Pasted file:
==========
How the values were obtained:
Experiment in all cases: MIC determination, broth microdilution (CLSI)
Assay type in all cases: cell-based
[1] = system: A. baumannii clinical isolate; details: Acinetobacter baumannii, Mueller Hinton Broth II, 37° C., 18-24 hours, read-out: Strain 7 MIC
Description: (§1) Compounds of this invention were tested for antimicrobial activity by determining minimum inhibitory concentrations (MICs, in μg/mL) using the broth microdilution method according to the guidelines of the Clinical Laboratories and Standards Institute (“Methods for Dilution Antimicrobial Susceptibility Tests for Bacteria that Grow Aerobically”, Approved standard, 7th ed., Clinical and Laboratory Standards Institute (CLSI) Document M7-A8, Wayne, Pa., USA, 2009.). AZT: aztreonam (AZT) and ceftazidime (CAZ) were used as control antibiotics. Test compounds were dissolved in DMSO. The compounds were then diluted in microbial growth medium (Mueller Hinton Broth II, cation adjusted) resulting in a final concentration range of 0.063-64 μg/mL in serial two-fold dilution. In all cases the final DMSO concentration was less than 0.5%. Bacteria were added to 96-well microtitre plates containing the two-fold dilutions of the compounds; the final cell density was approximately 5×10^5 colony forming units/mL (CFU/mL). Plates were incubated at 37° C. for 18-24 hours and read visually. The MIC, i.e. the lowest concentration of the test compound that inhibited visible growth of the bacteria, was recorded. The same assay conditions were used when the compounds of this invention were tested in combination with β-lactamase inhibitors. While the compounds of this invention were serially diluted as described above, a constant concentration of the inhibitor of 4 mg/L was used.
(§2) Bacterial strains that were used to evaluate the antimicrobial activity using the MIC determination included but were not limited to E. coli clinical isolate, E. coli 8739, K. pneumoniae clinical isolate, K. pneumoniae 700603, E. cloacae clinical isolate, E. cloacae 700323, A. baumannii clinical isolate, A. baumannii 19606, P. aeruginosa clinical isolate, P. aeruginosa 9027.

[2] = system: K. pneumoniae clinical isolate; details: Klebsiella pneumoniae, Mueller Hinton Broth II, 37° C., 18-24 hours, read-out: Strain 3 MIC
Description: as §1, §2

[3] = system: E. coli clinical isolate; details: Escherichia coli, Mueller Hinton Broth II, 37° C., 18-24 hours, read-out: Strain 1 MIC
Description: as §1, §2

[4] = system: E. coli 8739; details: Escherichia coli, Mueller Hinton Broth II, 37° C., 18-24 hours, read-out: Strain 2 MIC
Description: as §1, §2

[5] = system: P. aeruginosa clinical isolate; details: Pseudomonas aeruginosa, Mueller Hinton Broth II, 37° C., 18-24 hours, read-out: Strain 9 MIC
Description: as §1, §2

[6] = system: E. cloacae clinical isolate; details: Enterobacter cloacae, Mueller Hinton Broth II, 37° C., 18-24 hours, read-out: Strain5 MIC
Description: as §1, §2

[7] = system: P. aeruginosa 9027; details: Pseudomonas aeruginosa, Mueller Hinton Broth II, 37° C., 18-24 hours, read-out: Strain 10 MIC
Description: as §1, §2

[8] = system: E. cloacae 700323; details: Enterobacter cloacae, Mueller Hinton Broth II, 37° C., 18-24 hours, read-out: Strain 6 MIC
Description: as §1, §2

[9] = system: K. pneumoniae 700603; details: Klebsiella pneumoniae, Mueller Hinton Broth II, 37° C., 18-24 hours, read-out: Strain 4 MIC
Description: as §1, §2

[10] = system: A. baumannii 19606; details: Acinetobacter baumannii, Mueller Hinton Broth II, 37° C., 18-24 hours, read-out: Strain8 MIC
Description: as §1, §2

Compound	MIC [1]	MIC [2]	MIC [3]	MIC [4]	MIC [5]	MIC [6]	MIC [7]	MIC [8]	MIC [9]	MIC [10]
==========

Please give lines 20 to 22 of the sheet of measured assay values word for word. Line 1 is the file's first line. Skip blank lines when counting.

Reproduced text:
Description: as §1, §2

[9] = system: K. pneumoniae 700603; details: Klebsiella pneumoniae, Mueller Hinton Broth II, 37° C., 18-24 hours, read-out: Strain 4 MIC
Description: as §1, §2